Which way will the markets blow in 2015?

What will 2015 bring for good or ill? It is a new year, and in this weeks discussion we sit down and try to predict which direction 2015 will bring for Capital Markets.

The P4Capital executive team investigates.

Amanda: Good morning listeners! We are now well on our way into 2015, and with oil prices, the Canadian Dollar dropping, and interest rates on the rise – it seems like it’s going to be a doozy of a year. What will 2015 bring? The P4Capital executive team sits down and discusses their predictions in this weeks Round Table Discussion.

Jim: Today’s Pod-cast, which is the first of 2015, we want to concentrate on three:

  1. The TSX had a 7.4% growth in 2014.
  2. The US Fed has announced interest rate rises are on the horizon
  3. Is the decline in the overall capital markets profits at the Canadian banks obtained from 2014.

Jeremy: Well Jim, I think their profits might take another hit in 2015 given the price of oil being where it is these days, and Canadian economic dependency on oil. There’s not going to be a lot of new IPOs coming out this year with oil at $50 a barrel, or whatever the number is.

Archana: I’m actually on the same page as Jeremy on this one. Oil definitely is the central issue when it comes to all the three different things that Jim actually just mentioned as being our Pod-cast topic. The prices of oil barrels sort of taking a nose dive is definitely the central issue, which ties in with all of these subjects.

Jim: As the unfortunate veteran member of the round table, I remember a day some 40 years ago when the price per barrel of oil precipitated an unbelievable rise in the rate of inflation. And, I kind of look at those two numbers as juxtaposed right now. The US economy is booming right now and therefore they’re going to try to slow it down by having interest rates rise, at the same time the price for the barrel of oil is plummeting. Those two over the last 50 years don’t, mix. Either both go up or both go down – that seems to be what the history says so I’m very very interested in what the next quarter will entail.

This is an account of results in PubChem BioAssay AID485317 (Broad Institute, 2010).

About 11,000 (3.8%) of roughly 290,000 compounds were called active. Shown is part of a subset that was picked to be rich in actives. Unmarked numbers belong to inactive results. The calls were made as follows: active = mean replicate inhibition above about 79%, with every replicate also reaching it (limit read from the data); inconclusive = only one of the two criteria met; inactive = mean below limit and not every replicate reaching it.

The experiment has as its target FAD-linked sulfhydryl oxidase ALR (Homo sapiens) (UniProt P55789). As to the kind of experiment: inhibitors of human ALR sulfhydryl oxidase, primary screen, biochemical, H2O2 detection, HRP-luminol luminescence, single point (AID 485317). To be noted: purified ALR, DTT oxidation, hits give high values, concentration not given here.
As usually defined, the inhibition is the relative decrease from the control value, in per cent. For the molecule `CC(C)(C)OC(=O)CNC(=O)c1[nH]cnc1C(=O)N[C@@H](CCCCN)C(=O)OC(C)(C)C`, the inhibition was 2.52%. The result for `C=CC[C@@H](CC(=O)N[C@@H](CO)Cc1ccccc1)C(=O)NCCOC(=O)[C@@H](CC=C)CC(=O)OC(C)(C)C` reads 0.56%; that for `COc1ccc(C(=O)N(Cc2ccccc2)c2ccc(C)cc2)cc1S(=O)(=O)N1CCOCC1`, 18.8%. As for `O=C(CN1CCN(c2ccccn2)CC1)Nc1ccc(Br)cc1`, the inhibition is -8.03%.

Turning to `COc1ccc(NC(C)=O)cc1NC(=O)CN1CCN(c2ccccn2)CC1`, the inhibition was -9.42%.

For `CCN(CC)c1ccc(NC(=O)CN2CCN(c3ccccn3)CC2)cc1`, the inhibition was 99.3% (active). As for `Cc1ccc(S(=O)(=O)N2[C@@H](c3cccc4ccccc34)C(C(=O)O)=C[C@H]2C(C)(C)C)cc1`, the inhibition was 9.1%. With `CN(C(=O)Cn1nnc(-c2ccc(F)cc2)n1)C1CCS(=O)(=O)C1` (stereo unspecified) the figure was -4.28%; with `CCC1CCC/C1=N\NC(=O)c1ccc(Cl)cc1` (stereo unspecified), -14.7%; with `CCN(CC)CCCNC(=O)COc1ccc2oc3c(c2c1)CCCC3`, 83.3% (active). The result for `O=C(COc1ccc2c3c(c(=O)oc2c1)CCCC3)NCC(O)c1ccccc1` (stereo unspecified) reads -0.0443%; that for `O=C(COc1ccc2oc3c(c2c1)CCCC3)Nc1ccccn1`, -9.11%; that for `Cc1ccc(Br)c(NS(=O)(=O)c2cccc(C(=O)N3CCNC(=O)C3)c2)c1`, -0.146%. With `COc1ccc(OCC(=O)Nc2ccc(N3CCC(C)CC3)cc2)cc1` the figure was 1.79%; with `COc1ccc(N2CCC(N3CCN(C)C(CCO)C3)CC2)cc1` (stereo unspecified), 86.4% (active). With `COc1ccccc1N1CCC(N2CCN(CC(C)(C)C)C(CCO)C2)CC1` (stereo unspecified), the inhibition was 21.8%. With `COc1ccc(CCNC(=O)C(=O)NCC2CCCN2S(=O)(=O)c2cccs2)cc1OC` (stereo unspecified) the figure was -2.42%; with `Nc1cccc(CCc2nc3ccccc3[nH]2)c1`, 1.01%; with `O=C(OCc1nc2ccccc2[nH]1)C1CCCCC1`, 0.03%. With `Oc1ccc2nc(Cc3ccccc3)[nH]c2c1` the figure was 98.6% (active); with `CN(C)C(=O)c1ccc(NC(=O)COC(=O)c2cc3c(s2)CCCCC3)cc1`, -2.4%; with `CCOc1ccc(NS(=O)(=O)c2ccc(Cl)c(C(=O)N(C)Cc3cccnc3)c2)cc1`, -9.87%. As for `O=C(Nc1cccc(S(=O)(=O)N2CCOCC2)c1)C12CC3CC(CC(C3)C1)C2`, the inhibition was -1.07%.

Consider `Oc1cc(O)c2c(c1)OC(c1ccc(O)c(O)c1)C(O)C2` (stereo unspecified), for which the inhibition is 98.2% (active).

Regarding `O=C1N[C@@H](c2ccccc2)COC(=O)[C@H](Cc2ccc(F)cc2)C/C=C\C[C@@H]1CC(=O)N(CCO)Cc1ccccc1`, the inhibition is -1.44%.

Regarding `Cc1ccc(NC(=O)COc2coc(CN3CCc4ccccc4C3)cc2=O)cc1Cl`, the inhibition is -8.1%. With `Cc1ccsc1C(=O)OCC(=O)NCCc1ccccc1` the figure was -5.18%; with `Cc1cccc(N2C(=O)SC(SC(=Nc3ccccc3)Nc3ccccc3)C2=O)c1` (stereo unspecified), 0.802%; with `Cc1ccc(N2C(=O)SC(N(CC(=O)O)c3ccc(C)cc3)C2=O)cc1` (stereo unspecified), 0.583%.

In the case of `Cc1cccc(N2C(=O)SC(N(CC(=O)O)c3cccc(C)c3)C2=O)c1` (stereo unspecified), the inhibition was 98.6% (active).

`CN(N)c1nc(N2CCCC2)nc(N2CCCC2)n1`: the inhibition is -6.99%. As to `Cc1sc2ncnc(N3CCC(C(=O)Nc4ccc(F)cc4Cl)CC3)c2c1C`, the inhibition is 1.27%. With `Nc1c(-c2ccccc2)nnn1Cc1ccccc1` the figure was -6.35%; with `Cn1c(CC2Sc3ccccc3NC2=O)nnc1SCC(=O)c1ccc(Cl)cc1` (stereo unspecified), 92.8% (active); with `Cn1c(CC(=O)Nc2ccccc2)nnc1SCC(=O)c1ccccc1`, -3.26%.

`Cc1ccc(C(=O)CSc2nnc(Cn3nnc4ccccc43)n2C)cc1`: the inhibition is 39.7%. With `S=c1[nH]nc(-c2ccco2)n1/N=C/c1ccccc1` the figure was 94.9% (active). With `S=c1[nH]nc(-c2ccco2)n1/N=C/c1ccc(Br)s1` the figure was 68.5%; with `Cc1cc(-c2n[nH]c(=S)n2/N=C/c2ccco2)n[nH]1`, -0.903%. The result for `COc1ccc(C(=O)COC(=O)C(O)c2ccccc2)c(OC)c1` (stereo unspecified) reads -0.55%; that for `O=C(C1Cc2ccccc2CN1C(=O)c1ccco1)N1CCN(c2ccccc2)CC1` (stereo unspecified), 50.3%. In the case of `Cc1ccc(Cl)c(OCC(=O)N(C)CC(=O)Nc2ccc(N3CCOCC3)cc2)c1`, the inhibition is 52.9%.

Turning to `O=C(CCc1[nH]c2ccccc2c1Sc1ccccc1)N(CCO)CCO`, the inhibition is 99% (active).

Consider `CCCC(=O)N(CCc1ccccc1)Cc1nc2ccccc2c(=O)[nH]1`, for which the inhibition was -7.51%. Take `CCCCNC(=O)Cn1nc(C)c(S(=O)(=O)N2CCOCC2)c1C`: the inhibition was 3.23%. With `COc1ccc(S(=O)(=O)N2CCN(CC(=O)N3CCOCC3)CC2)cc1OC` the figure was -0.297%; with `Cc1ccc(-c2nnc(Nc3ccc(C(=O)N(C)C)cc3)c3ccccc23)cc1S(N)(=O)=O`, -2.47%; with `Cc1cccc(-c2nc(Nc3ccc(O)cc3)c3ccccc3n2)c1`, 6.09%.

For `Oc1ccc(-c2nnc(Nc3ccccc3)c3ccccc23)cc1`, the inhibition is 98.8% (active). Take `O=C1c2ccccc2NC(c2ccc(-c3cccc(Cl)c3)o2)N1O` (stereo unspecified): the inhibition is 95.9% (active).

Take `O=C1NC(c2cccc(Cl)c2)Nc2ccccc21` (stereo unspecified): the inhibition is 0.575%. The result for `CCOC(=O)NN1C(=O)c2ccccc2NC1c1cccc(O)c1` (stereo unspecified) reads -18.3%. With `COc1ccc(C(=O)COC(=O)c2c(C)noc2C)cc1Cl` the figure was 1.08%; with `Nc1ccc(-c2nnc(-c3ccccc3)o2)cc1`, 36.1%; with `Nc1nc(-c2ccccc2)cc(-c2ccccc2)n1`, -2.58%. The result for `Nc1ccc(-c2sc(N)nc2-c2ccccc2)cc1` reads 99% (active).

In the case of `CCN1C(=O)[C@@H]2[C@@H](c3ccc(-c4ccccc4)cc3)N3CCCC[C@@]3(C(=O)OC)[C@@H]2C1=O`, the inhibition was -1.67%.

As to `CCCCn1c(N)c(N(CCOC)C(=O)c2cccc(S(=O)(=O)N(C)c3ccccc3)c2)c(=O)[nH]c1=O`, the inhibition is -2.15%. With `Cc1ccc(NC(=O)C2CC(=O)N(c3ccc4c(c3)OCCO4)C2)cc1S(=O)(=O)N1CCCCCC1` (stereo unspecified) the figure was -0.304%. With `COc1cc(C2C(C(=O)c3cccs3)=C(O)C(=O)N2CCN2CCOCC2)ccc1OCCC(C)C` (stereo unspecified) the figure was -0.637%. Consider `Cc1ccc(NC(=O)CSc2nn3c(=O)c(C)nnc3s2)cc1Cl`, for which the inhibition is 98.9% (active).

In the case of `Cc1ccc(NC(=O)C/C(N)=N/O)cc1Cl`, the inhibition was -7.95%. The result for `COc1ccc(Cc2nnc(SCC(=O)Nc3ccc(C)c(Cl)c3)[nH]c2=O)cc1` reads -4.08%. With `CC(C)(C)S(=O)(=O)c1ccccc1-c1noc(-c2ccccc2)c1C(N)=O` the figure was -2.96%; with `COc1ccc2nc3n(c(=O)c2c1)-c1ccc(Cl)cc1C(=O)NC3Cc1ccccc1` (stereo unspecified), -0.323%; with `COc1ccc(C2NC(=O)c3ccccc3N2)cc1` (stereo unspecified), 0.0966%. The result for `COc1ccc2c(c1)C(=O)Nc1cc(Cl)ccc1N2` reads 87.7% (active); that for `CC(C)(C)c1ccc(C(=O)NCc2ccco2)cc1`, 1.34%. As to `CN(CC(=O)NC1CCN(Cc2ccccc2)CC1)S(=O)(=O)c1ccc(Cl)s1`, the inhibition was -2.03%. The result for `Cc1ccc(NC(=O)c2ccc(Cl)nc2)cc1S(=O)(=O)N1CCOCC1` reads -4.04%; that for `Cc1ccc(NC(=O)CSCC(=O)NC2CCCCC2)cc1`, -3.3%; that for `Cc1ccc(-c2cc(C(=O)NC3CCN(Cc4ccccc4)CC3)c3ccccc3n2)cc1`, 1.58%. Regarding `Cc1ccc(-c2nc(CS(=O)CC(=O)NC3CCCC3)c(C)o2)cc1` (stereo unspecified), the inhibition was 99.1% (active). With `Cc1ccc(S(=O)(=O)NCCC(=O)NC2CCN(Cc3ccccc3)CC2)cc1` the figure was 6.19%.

Shaheerah: The drop in oil prices has actually been a good thing for the US economy, because the US is a net oil importer. Falling oil prices have helped the manufacturing sector to recover faster, and has reduced costs for the transportation sector and that has also meant that consumers are now encouraged to spend more. And so for the full year, the US economy is forecasted to grow 3%, and that is a little bit higher than what was previously estimated. The goal for 2016 is going to be estimated at 2.9%

Jim: Interesting enough, on top of those growth figures is, we look at the TSX overall number and it’s importance not only into corporate investing but also into the retailer, which as we’re part of this great baby boom exodus period of time right now, with the Boomers looking hard at their portfolio as they’re going to try to have those portfolios sustain them for 30+ years. Is the fact that, are they resource rich which is a typically Canadian mix and, with resources plummeting, what do they do now? The Canadian Dollar of course, has been a casualty of the rise of US economy, as of Jan 5 it was at 84 and fractions. So we overall take a look at this mix right now and say, I think we’re in for some turbulent waters.